Tuesday, March 10, 2015

What Edward Hopper and Charles Burchfield Showed Me


At my gallery talk last Friday evening on my current exhibition at Edward Hopper House Art Center in Nyack, NY I spoke about my development as a painter. Above is a photo taken before the crowd arrived of me standing with my painting The Voyage of Memory, oil on canvas, 38 x 38". That's a favorite of mine that combines some serious notes of my personal history with a tip of my hat to Thomas Cole, the great grandfather of American landscape painting. Putting elements like that together is a bit unusual in today's art world. There was a time when I wouldn't have had the temerity to paint like that.

Beginners start at the beginning. 

When I began painting it was in the then tiny studio art department at Oberlin College. I quickly pieced together what I thought were the essentials of the modern art story: contemporary art had evolved more or less in a straight line from the first Impressionists, then the Cubists, then the Abstract Expressionists. Armed with this reading of art history I honestly thought there was a correct style that all serious painters had to pursue.

After about a year of that I came to suspect I was missing something and began devouring art books in the campus art library. One artist I kept coming back to was Edward Hopper. I loved his shining bright sunlight and his long evocative shadows.



Edward Hopper, Rooms by the Sea, oil, Yale University Art Gallery

Now Hopper was somewhat confusing to my initial sense of art history. He had painted in a very different direction than the widely prevalent modernism. Yet he had a major show at the Museum of Modern Art and had had a big coffee table book on his work published.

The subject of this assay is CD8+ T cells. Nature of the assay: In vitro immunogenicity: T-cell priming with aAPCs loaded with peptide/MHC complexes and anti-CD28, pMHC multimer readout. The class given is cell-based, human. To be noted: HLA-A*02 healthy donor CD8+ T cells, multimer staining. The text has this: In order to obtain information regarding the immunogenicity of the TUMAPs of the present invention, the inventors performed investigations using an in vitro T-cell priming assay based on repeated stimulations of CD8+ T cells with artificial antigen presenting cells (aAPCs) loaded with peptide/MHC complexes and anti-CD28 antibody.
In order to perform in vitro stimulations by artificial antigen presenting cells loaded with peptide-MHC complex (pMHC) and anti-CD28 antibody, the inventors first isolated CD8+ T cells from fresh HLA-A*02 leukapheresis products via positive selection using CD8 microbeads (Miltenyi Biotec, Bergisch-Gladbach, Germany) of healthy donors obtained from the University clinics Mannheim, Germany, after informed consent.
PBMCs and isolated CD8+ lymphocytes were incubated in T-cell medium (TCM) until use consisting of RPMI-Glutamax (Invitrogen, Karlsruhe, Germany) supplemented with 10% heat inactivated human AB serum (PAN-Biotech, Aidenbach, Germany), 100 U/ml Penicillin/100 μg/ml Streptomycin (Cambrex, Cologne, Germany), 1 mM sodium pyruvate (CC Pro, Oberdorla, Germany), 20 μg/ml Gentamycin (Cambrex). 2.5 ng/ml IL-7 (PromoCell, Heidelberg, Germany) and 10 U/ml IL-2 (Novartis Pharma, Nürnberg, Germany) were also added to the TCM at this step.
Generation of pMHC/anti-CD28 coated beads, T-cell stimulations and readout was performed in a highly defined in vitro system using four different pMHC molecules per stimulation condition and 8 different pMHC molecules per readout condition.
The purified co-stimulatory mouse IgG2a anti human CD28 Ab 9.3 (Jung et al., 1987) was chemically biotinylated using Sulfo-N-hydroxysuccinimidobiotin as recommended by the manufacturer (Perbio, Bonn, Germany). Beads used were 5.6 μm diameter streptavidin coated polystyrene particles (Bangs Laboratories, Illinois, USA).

Hopper had been included in the historic Amory Show in New York City in 1913, the blockbuster exhibition that essentially introduced America to the waves of modernism that had been sweeping through the art studios of Europe. Hopper went to the exhbition and saw work like the Kandinsky and the Matisse pictured below. 






While aware of the shocking avant-garde paintings, Hopper just stuck to his guns and continued his straightforward version of realism. 

Another painter I fell in love with shortly after this was the watercolor artist Charles Burchfield. 


Charles Burchfield, Sleet Storm, watercolor, Burchfield Penney Art Center, Buffalo, NY

He showed at the same gallery in New York as Hopper and the two were long time friends. He too was the subject of a major show at the Museum of Modern Art and had impressive looking books published on his work. Like Hopper, Burchfield was well aware of modernist innovations that were sweeping the art world. But he too seemed to value the flavors of his own imagination more. He painted in a way that acknowledged the traditions of realist painting but added an almost psychedelic imaginative twist. 

I felt painters like Hopper and Burchfield were doing something closer to what I wanted to do. But just as important their example gave me the courage to strike out on my own with my paintings. 
















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